OUR TREATMENTS AND SERVICES
WHAT ARE SOME OF THE CIRCUMSTANCES THAT CAN AFFECT BIRTH?
The majority of births are straightforward deliveries with the baby in a head-down position, with most labours proceeding smoothly and following the sequence of stages. Special cases include:
- VBAC (vaginal birth after caesarean)
- Breech births
Special plans will be made ahead of time in these cases, but there are occasions where unplanned action will need to be taken.
VBAC (VAGINAL BIRTH AFTER CAESAREAN)
There are several reasons why your obstetrician may recommend a caesarean section for your first delivery, either before or during labour.
If there is some concern about your or your baby’s wellbeing you may be advised to have a caesarean section. There is usually time to discuss the risks and benefits on the procedure, as the decision is rarely made urgently. You will need to give consent before the procedure can happen.
In the majority of cases it is possible for you to attempt a vaginal birth following a caesarean the next time you conceive.
During your first consultation your obstetrician will discuss the reasons for your caesarean section and whether a vaginal birth is appropriate for you. There is an element of risk involved with vaginal birth following a caesarean, so it is important to discuss your delivery plans with your doctor, and your progress through labour will be carefully monitored.
The vast majority of women who conceive twins have healthy babies, however, problems can arise during pregnancy.
The most common problem that occurs is having smaller babies than is expected, blood pressure problems during pregnancy, or a premature birth. Because of these possible problems you will need to visit your obstetrician more frequently, have regular ultrasounds, and assessments of your babies using heart rate traces close to your delivery date.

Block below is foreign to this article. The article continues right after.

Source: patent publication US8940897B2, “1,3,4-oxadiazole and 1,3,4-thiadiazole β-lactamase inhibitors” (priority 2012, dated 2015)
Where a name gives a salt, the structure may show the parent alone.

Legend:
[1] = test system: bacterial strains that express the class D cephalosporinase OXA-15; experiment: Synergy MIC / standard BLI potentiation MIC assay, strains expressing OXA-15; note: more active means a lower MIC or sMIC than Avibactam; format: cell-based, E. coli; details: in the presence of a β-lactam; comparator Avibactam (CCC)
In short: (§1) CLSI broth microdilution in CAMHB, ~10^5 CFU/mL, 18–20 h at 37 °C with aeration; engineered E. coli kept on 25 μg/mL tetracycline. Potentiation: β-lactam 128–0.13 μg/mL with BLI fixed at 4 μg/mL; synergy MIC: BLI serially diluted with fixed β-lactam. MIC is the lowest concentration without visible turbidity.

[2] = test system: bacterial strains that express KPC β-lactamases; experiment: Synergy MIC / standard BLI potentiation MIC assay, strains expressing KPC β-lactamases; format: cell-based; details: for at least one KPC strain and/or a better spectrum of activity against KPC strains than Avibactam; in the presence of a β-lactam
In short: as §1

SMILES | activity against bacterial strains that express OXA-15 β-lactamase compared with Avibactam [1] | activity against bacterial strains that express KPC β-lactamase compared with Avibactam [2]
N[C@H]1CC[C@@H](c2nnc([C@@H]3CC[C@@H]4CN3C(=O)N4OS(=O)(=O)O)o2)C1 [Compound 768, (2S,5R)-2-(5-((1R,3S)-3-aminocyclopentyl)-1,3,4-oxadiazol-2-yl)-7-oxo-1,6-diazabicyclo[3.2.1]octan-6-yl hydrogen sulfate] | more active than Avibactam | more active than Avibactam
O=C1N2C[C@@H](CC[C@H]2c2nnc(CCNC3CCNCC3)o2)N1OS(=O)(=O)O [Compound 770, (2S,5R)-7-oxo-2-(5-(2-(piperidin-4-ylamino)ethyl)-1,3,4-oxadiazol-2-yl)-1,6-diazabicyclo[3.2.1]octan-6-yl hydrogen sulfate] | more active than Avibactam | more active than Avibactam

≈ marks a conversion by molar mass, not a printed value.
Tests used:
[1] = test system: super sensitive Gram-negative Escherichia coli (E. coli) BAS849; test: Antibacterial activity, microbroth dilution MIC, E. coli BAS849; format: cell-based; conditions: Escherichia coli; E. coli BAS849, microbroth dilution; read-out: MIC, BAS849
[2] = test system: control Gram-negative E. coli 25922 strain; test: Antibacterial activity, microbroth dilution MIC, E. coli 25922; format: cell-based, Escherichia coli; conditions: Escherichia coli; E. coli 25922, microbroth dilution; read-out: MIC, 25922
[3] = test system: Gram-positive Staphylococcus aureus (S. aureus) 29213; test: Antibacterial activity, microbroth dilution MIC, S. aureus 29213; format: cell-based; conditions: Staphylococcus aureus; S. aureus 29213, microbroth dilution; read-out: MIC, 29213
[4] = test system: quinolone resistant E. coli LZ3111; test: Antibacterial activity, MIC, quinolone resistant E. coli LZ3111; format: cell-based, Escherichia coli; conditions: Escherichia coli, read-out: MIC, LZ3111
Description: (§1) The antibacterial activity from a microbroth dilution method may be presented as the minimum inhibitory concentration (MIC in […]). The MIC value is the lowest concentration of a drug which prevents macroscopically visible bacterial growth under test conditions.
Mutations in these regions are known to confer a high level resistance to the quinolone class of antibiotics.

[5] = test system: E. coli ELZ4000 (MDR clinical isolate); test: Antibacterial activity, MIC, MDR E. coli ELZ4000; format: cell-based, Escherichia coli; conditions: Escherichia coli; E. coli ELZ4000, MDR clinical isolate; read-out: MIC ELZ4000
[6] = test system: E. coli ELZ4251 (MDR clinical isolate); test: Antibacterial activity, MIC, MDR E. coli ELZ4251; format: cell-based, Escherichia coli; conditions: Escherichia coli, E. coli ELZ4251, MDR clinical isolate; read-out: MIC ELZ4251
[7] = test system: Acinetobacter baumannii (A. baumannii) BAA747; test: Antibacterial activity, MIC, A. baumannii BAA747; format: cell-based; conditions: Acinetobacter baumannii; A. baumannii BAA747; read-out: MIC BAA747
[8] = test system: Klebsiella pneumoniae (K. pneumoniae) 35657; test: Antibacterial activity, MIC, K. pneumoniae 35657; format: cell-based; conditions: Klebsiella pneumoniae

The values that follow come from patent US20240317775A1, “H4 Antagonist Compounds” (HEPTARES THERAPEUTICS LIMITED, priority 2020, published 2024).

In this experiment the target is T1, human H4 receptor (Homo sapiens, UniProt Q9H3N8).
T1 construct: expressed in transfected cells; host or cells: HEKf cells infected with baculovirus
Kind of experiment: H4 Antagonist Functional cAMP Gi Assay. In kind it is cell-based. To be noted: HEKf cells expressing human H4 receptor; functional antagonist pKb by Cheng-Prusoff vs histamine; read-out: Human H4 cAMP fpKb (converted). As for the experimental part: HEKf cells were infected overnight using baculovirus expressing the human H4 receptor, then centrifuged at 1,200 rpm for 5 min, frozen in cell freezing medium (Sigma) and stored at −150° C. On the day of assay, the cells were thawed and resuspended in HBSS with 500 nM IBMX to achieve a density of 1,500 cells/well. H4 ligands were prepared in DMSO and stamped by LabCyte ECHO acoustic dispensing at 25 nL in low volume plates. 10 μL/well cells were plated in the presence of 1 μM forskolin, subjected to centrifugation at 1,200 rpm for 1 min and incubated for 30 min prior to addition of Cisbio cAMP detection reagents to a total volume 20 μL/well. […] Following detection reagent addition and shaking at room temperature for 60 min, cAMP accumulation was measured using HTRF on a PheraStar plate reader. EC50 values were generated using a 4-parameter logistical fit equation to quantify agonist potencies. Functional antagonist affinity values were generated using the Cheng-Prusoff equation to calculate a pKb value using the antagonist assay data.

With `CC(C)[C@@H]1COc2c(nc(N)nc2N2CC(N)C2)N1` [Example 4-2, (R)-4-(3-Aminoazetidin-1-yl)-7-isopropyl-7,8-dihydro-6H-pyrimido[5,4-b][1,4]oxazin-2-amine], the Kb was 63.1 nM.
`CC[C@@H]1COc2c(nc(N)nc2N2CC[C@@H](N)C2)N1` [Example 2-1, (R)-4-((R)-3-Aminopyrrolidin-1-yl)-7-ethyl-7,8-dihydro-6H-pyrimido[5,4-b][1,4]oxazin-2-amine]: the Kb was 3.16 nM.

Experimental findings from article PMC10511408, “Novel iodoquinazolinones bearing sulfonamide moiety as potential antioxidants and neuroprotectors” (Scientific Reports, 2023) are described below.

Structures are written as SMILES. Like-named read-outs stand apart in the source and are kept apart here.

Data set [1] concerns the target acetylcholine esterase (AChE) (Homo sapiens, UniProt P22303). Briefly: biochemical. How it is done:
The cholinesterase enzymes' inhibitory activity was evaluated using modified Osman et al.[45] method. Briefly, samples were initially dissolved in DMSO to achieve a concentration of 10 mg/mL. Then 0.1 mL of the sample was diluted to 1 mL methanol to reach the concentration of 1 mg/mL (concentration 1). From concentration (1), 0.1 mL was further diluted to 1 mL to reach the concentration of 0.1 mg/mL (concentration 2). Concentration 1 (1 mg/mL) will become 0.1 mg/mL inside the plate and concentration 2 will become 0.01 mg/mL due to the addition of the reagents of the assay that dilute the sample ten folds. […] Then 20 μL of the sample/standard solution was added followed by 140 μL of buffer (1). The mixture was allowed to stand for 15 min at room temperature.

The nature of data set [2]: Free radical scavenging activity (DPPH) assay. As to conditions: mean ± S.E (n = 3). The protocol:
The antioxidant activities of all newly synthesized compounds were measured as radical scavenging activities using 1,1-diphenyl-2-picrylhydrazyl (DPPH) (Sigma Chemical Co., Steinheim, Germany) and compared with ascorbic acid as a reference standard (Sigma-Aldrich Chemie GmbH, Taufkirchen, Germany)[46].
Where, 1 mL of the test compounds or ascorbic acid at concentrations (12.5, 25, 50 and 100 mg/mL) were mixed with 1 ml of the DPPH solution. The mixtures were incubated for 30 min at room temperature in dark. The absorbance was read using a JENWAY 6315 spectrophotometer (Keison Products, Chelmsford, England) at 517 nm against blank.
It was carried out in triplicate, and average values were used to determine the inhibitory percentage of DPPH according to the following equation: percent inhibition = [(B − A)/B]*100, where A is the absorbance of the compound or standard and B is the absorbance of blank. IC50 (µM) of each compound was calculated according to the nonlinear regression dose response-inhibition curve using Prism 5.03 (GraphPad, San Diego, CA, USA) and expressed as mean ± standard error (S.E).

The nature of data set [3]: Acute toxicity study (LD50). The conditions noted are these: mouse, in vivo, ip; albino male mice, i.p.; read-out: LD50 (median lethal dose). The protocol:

Twins will often have to be born by caesarean section, though it is possible to safely give birth vaginally in certain situations.
Your obstetrician will discuss the best plan for your care during your pregnancy and which birth method is best suited to your situation.
The ideal position for a baby to be in during labour is to be head down and anterior (with their spine facing out). Most babies will turn head-down between the seventh and eighth month.
At the end of pregnancy roughly three percent of babies are in a breech position. It is widely accepted that a caesarean section is the safest way to deliver a breech baby in a woman’s first pregnancy. There are theoretical benefits in giving birth by caesarean section in second and subsequent deliveries, however, a vaginal breech is possible after discussing this option with your obstetrician.
It is possible to turn a breech baby around to a head-first position by performing external cephalic version (ECV). An ECV is normally performed at 36-37 week but may not be suitable or successful for all women. You obstetrician will be able to discuss with you whether this is a safe option for you and your baby.
If you have any further queries, our friendly team at My Obg will be happy to assist you. Call us on (03) 9731 1006 or email us at firstname.lastname@example.org